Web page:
The marijuana industry boasts hundreds of different cannabis strains, all of which promise a unique 'high'.
Traditionally, this is thought to depend on each strain's individual levels of tetrahydrocannabinol (THC) and cannabidiol (CBD), two major active chemical compounds found in the plant.
THC is regarded as the 'psychoactive' compound, while CBD is more about the body high - some strains are bred to have more of one and some strains have more of the other.
But while there's an abundance of anecdotal evidence to back up the claim that the highs are different, a new study reveals the chemical breakdown between all these varied strains is actually rather similar.
Despite their unique and quirky street names, it appears that many strains of cannabis have virtually identical levels of THC and CBD.
"A high abundance compound in a plant, such as THC or CBD, isn't necessarily responsible for the unique medicinal effects of certain strains," explains chemist Elizabeth Mudge from the University of British Columbia (UBC) Okanagan.
The study examined the chemical compounds of 33 cannabis strains from five licensed providers.
The findings show that while different levels of these compounds are being sold under different names, there is very little to distinguish them as "strains".
The research shows that most strains, regardless of their origin or name, have the same amount of THC and CBD.
What's more, it appears that when producers try to breed highly potent strains of cannabis, they end up changing the genetic diversity of the plant and not the THC or CBD levels.
"People have had informal breeding programs for a long time," says study co-author and chemist Susan Murch, also from UBC.
"In a structured program we would keep track of the lineage, such as where the parent plants came from and their characteristics. With unstructured breeding, which is the current norm, particular plants were picked for some characteristic and then given a new name."
This doesn't necessarily undermine the idea that different strains might give you different psychoactive effects. It just goes to show that varying levels of THC and CBD may not be the agents of this change.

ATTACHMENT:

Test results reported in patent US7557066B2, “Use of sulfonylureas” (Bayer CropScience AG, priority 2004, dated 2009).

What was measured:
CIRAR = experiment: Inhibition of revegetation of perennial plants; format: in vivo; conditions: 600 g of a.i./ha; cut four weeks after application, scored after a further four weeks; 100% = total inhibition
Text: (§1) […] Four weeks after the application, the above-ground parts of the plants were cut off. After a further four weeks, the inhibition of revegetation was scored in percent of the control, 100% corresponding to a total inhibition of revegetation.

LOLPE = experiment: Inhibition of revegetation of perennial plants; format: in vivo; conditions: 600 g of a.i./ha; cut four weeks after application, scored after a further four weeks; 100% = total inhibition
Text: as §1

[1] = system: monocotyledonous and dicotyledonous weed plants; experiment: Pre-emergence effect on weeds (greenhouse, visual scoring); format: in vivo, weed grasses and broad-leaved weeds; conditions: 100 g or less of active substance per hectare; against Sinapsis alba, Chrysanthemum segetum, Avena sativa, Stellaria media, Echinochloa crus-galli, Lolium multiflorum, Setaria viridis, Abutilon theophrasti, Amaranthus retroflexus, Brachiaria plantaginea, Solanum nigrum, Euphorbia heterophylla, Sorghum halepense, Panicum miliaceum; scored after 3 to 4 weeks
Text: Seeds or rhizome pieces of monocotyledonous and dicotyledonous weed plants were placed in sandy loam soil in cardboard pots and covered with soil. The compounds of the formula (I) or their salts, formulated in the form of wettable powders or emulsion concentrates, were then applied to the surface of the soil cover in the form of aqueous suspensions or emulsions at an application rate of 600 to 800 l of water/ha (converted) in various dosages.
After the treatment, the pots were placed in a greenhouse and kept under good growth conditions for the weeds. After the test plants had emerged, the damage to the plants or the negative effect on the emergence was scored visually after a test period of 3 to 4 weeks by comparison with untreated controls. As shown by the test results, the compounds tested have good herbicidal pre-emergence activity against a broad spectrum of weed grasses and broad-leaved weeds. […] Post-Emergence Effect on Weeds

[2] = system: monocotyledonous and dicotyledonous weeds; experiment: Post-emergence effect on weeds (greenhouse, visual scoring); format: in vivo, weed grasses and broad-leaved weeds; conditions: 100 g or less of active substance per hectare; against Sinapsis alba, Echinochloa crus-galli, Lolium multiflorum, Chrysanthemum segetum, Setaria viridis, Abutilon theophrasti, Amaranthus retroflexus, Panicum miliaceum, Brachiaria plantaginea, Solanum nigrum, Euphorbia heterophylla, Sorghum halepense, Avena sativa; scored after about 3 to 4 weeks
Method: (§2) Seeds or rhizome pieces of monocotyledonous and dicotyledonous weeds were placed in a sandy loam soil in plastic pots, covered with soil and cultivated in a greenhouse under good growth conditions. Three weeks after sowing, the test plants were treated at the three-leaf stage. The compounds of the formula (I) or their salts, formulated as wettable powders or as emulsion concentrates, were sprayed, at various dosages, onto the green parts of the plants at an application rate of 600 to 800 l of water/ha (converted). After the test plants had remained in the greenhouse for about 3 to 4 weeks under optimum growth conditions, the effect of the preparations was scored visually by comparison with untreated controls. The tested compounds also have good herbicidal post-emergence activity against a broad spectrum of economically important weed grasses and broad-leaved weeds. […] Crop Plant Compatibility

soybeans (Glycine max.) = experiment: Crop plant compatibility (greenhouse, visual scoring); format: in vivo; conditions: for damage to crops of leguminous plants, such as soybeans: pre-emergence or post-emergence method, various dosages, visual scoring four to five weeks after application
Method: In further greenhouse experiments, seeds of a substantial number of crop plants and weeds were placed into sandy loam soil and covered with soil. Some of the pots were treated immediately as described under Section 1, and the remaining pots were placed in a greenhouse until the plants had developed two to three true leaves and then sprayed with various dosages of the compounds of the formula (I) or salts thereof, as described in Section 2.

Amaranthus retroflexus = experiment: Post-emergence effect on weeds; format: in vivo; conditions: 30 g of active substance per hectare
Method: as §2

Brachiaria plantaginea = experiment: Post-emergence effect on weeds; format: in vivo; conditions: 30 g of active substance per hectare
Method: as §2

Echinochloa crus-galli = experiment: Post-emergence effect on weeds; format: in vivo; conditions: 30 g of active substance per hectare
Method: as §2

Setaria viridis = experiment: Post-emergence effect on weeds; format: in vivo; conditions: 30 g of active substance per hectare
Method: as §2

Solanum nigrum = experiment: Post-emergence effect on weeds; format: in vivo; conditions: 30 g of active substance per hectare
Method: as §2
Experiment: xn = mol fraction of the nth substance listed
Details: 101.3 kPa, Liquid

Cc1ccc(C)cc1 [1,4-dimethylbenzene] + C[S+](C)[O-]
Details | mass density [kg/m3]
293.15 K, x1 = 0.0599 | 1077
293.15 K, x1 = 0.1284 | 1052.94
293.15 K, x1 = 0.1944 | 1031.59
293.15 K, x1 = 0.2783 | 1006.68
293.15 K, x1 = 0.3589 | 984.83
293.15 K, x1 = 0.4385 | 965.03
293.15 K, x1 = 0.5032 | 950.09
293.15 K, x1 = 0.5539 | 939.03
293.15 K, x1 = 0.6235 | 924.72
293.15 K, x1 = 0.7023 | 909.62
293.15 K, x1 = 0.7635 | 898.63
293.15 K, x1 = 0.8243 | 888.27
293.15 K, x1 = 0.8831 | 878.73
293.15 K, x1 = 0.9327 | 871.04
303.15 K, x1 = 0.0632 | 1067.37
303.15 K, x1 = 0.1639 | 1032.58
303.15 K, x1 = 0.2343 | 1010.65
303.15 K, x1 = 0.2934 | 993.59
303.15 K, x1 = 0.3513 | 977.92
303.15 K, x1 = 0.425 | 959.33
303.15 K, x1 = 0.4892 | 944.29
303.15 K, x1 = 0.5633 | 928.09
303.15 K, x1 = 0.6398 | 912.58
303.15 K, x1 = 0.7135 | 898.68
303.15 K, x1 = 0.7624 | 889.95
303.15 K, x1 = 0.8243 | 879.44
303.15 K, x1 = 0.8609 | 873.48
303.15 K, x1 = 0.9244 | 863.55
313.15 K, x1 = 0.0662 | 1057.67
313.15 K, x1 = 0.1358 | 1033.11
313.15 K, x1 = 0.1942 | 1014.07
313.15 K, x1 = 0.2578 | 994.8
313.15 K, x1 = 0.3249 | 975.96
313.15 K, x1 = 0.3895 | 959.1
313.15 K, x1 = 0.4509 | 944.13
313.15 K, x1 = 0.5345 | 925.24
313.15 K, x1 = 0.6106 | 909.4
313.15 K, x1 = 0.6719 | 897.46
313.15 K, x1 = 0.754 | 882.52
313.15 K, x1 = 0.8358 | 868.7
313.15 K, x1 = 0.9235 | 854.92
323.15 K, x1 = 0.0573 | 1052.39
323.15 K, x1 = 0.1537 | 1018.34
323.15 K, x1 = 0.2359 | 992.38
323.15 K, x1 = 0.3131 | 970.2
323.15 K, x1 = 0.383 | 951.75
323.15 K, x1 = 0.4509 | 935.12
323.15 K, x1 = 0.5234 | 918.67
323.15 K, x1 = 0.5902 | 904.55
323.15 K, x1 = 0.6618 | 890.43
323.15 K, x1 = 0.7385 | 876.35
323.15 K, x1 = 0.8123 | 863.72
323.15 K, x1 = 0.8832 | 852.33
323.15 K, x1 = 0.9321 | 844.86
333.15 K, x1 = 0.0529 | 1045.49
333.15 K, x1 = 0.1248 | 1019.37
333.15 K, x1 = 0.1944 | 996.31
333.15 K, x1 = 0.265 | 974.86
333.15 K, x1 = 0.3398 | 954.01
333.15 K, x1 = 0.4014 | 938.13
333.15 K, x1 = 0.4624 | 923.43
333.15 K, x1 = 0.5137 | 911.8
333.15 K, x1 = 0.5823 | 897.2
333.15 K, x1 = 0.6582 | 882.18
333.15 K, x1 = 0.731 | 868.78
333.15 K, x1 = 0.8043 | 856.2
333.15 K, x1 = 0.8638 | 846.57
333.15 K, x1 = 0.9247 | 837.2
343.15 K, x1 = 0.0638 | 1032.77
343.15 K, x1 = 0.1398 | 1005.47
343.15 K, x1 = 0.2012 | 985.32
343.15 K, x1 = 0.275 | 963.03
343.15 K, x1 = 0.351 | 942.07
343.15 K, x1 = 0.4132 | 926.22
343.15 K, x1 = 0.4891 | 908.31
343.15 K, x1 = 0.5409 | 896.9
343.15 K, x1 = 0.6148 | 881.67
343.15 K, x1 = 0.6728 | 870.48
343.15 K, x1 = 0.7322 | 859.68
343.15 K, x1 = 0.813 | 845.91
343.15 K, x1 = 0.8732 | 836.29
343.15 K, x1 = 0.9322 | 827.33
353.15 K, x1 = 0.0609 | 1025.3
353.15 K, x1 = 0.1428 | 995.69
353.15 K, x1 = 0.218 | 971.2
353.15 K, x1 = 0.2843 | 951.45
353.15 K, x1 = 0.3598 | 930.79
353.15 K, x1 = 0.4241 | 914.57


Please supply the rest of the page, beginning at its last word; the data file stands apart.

Cannabinoids like THC and CBD are a class of chemical compounds found in marijuana. But while licensed producers of marijuana are only required to report THC and CBD levels, there are hundreds of other known cannabinoids also present in the plant.
Interestingly, Mudge says their study did find differences between the strains when it comes to a number of previously unknown cannabinoids.
The authors think these newly discovered compounds, present in low quantities, could be what changes the human physiological response to the drug - and not THC and CBD as commonly thought.
This means that when marijuana users are shopping for the perfect cannabis strain, they are being given chemical compositions that may have no effect on their physiological response.
In other words, consumers could be blindly choosing a product, with very little information to support their final decision.
"Understanding the presence of the low abundance cannabinoids could provide valuable information to the medical cannabis community," says Mudge.
The authors hope that their research is a first step towards establishing a more accurate classification system, which will provide consumers with better information about what they are truly buying into.
The study has been published in Scientific Reports.